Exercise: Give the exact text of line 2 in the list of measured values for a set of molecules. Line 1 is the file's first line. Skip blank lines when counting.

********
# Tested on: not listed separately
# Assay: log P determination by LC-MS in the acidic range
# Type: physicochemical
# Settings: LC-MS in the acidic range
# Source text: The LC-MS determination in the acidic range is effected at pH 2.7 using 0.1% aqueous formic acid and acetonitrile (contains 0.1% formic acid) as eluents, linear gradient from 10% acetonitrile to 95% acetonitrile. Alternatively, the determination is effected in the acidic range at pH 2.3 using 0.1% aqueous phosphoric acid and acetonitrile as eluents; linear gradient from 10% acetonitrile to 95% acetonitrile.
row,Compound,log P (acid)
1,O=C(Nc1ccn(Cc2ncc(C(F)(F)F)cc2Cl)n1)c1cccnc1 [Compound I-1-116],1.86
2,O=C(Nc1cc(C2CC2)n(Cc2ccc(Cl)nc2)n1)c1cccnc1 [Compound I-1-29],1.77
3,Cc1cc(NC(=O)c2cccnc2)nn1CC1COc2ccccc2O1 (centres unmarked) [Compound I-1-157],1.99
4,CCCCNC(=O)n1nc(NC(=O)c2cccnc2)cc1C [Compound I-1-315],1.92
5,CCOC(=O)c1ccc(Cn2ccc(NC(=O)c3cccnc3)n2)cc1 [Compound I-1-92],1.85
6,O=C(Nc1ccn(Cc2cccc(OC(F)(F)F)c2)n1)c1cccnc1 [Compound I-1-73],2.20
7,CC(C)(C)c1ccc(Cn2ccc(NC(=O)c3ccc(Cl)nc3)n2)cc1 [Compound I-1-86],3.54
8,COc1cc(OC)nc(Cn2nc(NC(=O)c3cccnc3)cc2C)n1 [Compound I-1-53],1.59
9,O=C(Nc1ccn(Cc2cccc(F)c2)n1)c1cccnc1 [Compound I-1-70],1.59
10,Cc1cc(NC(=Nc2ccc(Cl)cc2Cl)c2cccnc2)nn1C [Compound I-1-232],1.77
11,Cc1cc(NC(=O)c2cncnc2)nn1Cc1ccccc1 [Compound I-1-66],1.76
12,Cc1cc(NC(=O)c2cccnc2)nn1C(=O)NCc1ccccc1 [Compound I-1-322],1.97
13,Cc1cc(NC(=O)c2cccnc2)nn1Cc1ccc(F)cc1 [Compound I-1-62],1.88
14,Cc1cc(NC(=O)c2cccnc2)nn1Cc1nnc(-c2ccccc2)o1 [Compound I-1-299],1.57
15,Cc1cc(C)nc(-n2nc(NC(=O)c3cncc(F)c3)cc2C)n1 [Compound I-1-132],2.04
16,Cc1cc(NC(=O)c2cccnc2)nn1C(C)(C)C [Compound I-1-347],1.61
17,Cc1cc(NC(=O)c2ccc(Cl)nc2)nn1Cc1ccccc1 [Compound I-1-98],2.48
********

# Assay: log P determination by LC-MS in the acidic range